50 Shades of Grey: Perfectionists have a dark side to them

50 Shades of Grey: Perfectionists have a dark side to them
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A new study has suggested that the type of perfectionist who sets impossibly high standards for others has a bit of a dark side.

A new study has suggested that the type of perfectionist who sets impossibly high standards for others has a bit of a dark side.


University of Kent's Joachim Stoeber, who compared the characteristics of so-called other-orientated perfectionists against those of perfectionists who set the bar extremely high for themselves, said that the formers tend to be narcissistic, antisocial and to have an aggressive sense of humor. They care little about social norms and do not readily fit into the bigger social picture.

Perfectionism is a personality trait that is characterized by the setting of extremely high standards and being overly critical of oneself or others. Psychologists recognize three types of perfectionism, each with different beliefs, attitudes, motivations and behaviors.

"Self-oriented" perfectionists have exceedingly high personal standards, strive for perfection and expect themselves to be perfect. In comparison, "socially prescribed" perfectionists believe that being perfect is important to others and therefore strive to be flawless. People who have one of these tendencies all tend to be highly critical of themselves.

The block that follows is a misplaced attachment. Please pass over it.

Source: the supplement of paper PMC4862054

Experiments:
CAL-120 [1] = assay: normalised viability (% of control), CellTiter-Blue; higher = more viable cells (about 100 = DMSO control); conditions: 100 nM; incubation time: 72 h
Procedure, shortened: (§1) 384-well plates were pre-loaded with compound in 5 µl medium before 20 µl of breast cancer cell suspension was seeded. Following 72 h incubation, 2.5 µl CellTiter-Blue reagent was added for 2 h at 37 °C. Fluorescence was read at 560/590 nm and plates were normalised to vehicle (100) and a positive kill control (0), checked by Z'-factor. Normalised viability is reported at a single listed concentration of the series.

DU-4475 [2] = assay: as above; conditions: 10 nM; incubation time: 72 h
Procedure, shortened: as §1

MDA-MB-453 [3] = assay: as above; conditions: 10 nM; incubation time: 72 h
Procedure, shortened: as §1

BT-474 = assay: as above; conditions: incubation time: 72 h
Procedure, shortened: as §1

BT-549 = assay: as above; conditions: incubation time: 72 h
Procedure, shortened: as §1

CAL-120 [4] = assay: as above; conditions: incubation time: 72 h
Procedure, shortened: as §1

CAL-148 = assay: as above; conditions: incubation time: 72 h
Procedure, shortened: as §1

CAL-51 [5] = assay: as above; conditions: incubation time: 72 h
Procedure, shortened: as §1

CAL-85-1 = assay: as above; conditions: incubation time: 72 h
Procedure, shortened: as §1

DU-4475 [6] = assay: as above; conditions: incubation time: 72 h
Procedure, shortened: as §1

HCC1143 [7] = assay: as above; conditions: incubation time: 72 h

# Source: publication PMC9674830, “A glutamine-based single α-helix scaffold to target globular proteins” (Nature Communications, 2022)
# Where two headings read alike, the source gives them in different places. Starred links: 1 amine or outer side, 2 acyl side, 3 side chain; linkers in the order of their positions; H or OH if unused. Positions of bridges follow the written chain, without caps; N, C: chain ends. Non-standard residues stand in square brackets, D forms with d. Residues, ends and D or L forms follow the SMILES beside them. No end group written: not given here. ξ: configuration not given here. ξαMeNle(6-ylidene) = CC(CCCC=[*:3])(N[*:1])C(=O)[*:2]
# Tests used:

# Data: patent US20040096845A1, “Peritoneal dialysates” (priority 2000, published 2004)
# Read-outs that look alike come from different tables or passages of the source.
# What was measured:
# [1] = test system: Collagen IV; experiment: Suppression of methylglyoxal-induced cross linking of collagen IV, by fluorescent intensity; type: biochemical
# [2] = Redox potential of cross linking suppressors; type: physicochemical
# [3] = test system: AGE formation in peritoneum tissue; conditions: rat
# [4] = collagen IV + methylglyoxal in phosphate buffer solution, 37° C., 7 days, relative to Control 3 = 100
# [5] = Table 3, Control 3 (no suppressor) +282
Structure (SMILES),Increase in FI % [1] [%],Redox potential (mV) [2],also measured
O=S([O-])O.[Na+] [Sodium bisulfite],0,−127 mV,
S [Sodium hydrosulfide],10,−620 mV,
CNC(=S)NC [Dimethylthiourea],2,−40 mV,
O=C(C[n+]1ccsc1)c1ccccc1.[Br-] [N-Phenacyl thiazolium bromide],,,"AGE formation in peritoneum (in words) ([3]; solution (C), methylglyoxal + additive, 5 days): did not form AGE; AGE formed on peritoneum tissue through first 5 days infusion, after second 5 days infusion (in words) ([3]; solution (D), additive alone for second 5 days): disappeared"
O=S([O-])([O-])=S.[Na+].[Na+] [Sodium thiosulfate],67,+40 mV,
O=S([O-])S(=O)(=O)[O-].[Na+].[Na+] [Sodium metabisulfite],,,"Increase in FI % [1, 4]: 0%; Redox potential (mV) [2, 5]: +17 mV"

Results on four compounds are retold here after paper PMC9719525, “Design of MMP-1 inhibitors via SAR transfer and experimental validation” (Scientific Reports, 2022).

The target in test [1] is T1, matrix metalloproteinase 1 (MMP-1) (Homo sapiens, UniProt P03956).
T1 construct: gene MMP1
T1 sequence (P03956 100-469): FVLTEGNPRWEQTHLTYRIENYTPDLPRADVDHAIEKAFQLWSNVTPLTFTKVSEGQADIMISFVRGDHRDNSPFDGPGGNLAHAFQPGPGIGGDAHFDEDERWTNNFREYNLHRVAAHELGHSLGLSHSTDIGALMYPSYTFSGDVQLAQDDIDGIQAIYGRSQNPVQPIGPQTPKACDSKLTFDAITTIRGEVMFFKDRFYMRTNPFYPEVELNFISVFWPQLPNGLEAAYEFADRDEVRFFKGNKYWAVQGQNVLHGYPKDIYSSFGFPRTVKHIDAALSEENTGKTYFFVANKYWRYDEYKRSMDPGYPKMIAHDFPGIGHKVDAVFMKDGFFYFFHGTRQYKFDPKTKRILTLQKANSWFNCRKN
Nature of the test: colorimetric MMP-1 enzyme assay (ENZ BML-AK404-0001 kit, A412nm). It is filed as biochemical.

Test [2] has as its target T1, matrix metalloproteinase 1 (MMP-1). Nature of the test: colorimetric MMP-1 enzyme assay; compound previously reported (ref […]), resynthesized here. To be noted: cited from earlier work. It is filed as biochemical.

In contrast, "other-oriented" perfectionists are only disparaging and judgmental about others. Not only do they expect other people to be perfect, but they can also be highly critical of those who fail to meet their expectations.

Stoeber found self-orientated perfectionism to be the only one of the three forms that has a pro-social element to it. Even though they focus on themselves, they show an interest in others, care about social norms and about others' expectations. They prefer affiliative humor that enhances relationships, and shy away from aggressive jokes.

Socially prescribed perfectionists, on the other hand, make self-deprecating jokes, have a low self-esteem and a low self-regard, and often feel inferior. They can be quite antisocial and unemotional, and do not respond well to positive feedback.

The study appears in Journal of Psychopathology and Behavioral Assessment. (ANI)
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